The People’s National Congress Reform salutes this man who, at various times, has been a friend, colleague and partner to the PNC, in Government and in the common struggle for a united and prosperous Caribbean. The Region has lost one of its great minds and one of its most competent and likeable politicians. In this regard, he has laid the foundation for the younger politicians and integrationists to take his country and the Region to a comfortable place of development and prosperity.


The PNCR continues to be deeply concerned about the interrelated issues of crime, policing, and the judiciary.

The spate of murders and robberies, across the country, are sufficient evidence that Guyana is once more in the grip of a burgeoning crime wave. Everything suggests that, unless it is stopped and stopped quickly, its consequences will be as harsh and as devastating as that of 2002 to 2004. The PPP/C Government must act with dispatch and prudence to stop this crime wave. This means that a national security policy must be crafted and implemented, which addresses the challenges of crime in a comprehensive, methodical and resolute manner. As it is, the public perception is that PPP/C Administration, because of a lack of political will and visionless leadership, continues attempting to combat crime in an ad hoc and ham-fisted manner. It is not surprising, therefore, that crime, criminality and corruption, fuelled by resources from the narco-trafficking fraternity, has become pervasive and, by all indicators, is flourishing, while the Jagdeo PPP/C Administration adamantly refuses or dithers over the implementation of well thought out, documented and researched plans and programmes, which have long been available to them.

These plans and programmes have consistently recommended measures to: lift the morale of the Police by ensuring, among other measures, better pay and other conditions of service for the women and men in Police uniform; modernise and strengthen Police intelligence gathering; modernise and increase the professional capacity and capabilities of the forensic services; generally providing better equipment and crime prevention facilities; strengthen the capabilities of the Guyana Police Force, to contend with the evident emergence of organised and well equipped criminal gangs which have become emboldened by the weak response of the Police.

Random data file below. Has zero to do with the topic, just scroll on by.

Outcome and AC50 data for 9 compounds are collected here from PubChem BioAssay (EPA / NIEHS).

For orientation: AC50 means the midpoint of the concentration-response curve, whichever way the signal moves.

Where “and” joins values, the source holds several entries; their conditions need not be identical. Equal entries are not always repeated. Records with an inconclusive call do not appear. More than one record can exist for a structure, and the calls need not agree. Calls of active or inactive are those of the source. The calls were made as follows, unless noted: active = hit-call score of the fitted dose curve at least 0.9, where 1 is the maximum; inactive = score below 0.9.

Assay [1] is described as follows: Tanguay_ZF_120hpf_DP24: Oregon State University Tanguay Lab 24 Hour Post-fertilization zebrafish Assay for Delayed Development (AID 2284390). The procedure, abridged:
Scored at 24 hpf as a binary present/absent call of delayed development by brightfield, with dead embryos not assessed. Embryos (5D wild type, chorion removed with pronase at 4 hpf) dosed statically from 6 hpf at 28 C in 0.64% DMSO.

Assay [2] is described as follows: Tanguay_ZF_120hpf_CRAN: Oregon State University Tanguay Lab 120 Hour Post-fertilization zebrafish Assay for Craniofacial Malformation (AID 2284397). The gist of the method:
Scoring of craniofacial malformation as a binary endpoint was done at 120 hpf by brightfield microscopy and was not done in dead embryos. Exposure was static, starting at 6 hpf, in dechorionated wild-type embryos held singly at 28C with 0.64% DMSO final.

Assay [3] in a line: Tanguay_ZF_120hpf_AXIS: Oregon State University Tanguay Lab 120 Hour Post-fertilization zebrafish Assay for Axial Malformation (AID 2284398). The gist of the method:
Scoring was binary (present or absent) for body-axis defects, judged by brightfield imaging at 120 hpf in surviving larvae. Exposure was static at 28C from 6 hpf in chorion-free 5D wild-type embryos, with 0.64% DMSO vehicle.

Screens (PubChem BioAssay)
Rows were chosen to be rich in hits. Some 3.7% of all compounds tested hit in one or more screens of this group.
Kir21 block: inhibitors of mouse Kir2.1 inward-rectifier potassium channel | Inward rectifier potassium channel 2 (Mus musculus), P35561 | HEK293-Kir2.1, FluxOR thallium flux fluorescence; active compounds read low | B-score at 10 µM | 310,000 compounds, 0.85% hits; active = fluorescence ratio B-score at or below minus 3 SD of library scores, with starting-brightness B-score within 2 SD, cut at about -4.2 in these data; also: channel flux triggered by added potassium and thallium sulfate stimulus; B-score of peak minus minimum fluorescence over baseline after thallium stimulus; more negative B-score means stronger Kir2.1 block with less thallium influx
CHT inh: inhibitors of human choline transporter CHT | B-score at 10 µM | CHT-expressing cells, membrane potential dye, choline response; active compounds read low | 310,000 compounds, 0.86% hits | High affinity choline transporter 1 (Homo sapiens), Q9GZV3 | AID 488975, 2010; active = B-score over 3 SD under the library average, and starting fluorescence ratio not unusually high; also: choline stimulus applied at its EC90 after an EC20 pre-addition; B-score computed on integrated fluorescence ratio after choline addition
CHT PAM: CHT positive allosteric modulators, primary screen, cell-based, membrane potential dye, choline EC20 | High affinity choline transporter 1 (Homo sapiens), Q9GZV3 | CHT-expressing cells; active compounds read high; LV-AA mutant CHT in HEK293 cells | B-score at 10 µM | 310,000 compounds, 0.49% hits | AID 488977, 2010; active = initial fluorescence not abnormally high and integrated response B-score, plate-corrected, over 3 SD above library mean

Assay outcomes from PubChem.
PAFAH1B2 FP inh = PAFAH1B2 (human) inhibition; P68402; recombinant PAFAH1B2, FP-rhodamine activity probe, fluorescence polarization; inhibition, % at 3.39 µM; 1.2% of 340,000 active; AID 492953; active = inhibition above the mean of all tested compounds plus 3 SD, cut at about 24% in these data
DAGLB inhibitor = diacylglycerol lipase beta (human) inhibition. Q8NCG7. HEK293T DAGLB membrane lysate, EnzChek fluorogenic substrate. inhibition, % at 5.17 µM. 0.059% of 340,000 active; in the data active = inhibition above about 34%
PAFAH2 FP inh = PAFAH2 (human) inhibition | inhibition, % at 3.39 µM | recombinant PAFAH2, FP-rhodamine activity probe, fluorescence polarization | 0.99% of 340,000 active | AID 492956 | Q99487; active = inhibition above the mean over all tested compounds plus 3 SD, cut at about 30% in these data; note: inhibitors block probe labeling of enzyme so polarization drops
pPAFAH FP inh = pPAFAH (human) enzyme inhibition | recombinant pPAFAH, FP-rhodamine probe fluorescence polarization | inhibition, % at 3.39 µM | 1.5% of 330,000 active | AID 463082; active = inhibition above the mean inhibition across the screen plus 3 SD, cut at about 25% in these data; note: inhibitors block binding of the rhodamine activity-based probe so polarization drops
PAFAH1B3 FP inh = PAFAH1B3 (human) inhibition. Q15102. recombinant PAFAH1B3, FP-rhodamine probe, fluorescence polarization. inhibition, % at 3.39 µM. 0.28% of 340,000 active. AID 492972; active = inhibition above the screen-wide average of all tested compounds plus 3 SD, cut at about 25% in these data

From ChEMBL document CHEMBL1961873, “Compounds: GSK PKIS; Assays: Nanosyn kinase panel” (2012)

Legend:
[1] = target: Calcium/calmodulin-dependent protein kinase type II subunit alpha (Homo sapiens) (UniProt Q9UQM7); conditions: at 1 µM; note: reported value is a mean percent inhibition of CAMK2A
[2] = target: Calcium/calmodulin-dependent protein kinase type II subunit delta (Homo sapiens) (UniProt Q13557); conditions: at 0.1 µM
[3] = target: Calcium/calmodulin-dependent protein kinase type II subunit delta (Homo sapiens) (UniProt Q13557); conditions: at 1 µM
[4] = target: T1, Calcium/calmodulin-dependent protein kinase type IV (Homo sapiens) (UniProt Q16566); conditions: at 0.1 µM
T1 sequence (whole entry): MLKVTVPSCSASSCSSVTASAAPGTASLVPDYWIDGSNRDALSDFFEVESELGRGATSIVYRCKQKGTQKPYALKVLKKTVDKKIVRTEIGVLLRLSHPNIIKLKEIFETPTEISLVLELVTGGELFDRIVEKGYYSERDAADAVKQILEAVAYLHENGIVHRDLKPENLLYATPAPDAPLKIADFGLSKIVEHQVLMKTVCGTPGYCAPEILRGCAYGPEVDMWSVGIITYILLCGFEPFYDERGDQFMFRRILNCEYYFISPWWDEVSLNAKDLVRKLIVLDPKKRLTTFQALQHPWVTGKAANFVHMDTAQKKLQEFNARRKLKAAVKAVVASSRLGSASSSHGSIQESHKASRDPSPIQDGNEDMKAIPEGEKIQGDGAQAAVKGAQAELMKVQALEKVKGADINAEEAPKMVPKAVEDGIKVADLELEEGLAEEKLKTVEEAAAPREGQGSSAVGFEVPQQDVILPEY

The flourishing of organized crime represents a direct threat to the state, society and the stability of the nation. The danger that inheres in this situation is that the seed-bed of organized crime is the narco-trade which continues to blight our society and criminalize large sections of the population. Here too, the response of the PPP/C Administration reinforces the public perception that senior officials and functionaries are in bed with the narco traffickers. It is not surprising, therefore, that the regime seem compelled to sit on its political hands. For example, no credible attempt is being made to implement and utilize some of the available legal instruments to curb the narco-trade, such as the Financial Intelligence Unit (FIU). It is noteworthy that, while palatial homes are going up which bear no relationship to the legal income of their owners, public knowledge is that the designated Head of the FIU can be found sitting comfortably, in the plush areas of the hotels in Georgetown, sipping expensive lathe and seeking to promote his own personal interests.